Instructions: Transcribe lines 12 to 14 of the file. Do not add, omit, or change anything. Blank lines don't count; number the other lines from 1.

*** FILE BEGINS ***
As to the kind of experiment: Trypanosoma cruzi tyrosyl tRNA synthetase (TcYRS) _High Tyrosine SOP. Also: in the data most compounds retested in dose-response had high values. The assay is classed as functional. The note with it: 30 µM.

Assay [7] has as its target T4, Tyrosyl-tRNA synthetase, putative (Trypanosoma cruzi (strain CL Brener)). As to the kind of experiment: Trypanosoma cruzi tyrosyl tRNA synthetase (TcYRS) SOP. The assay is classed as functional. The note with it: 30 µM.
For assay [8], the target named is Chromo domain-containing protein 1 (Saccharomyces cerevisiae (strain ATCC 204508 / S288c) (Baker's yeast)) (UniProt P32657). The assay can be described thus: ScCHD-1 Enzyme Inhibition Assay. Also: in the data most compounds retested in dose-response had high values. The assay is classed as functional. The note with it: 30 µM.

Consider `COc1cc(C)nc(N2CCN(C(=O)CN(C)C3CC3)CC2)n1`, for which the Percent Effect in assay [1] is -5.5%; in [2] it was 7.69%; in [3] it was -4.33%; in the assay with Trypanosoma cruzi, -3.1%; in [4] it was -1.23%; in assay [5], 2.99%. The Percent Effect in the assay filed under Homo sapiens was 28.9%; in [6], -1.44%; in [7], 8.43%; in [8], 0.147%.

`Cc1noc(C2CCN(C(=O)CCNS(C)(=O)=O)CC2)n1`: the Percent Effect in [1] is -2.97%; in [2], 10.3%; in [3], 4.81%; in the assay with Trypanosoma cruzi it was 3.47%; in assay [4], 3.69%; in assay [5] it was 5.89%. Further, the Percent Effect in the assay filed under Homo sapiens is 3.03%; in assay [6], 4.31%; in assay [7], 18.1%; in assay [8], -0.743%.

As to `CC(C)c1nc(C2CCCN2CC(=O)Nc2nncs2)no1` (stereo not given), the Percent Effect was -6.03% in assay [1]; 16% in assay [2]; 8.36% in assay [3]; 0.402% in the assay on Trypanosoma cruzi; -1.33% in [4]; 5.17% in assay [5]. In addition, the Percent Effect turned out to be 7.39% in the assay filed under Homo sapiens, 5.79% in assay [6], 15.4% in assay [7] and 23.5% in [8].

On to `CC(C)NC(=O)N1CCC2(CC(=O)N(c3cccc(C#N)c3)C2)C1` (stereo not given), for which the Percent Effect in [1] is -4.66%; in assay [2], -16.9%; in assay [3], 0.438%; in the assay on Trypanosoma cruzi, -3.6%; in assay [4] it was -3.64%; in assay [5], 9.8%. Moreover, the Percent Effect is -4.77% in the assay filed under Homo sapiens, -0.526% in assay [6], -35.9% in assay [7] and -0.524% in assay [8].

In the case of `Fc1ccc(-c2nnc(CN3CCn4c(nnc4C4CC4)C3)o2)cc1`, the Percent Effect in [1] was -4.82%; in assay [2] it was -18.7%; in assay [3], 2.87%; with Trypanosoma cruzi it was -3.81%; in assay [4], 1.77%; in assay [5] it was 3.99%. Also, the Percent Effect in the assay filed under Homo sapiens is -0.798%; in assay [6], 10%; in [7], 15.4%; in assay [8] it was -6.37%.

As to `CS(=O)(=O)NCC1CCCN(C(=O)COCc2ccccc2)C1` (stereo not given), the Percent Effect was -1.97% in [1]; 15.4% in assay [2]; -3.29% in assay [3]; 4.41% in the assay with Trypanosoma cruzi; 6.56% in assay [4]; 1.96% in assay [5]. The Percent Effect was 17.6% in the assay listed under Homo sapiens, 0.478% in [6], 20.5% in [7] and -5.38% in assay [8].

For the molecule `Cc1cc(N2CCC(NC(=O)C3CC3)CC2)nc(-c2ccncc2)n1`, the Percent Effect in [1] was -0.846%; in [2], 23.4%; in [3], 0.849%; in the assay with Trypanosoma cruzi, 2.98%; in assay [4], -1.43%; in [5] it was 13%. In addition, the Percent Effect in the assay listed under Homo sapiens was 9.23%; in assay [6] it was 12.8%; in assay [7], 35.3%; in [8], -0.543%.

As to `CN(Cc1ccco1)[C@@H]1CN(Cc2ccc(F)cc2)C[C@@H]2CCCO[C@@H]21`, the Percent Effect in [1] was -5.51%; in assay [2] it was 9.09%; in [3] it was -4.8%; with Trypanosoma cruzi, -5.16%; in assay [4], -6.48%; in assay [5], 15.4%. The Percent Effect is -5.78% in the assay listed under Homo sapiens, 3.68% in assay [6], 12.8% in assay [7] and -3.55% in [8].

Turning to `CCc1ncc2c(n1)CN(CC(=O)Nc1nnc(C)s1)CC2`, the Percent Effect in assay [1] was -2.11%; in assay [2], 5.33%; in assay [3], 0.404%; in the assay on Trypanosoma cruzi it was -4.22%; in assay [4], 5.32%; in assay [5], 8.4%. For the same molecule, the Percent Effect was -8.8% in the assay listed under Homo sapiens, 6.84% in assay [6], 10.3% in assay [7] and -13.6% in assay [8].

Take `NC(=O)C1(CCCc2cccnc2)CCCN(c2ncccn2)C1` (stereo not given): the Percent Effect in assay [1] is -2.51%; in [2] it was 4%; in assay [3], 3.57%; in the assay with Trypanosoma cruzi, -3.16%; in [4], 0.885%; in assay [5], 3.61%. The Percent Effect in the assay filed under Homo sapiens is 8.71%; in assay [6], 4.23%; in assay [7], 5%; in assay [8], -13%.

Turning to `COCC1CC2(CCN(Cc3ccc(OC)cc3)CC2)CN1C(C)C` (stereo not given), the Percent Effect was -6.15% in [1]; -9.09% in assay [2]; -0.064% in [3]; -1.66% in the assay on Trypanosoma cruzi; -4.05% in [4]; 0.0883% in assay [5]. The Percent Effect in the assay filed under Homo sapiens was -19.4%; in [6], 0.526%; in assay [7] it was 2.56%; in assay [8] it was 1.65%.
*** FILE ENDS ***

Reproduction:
Turning to `CCc1ncc2c(n1)CN(CC(=O)Nc1nnc(C)s1)CC2`, the Percent Effect in assay [1] was -2.11%; in assay [2], 5.33%; in assay [3], 0.404%; in the assay on Trypanosoma cruzi it was -4.22%; in assay [4], 5.32%; in assay [5], 8.4%. For the same molecule, the Percent Effect was -8.8% in the assay listed under Homo sapiens, 6.84% in assay [6], 10.3% in assay [7] and -13.6% in assay [8].

Take `NC(=O)C1(CCCc2cccnc2)CCCN(c2ncccn2)C1` (stereo not given): the Percent Effect in assay [1] is -2.51%; in [2] it was 4%; in assay [3], 3.57%; in the assay with Trypanosoma cruzi, -3.16%; in [4], 0.885%; in assay [5], 3.61%. The Percent Effect in the assay filed under Homo sapiens is 8.71%; in assay [6], 4.23%; in assay [7], 5%; in assay [8], -13%.

Turning to `COCC1CC2(CCN(Cc3ccc(OC)cc3)CC2)CN1C(C)C` (stereo not given), the Percent Effect was -6.15% in [1]; -9.09% in assay [2]; -0.064% in [3]; -1.66% in the assay on Trypanosoma cruzi; -4.05% in [4]; 0.0883% in assay [5]. The Percent Effect in the assay filed under Homo sapiens was -19.4%; in [6], 0.526%; in assay [7] it was 2.56%; in assay [8] it was 1.65%.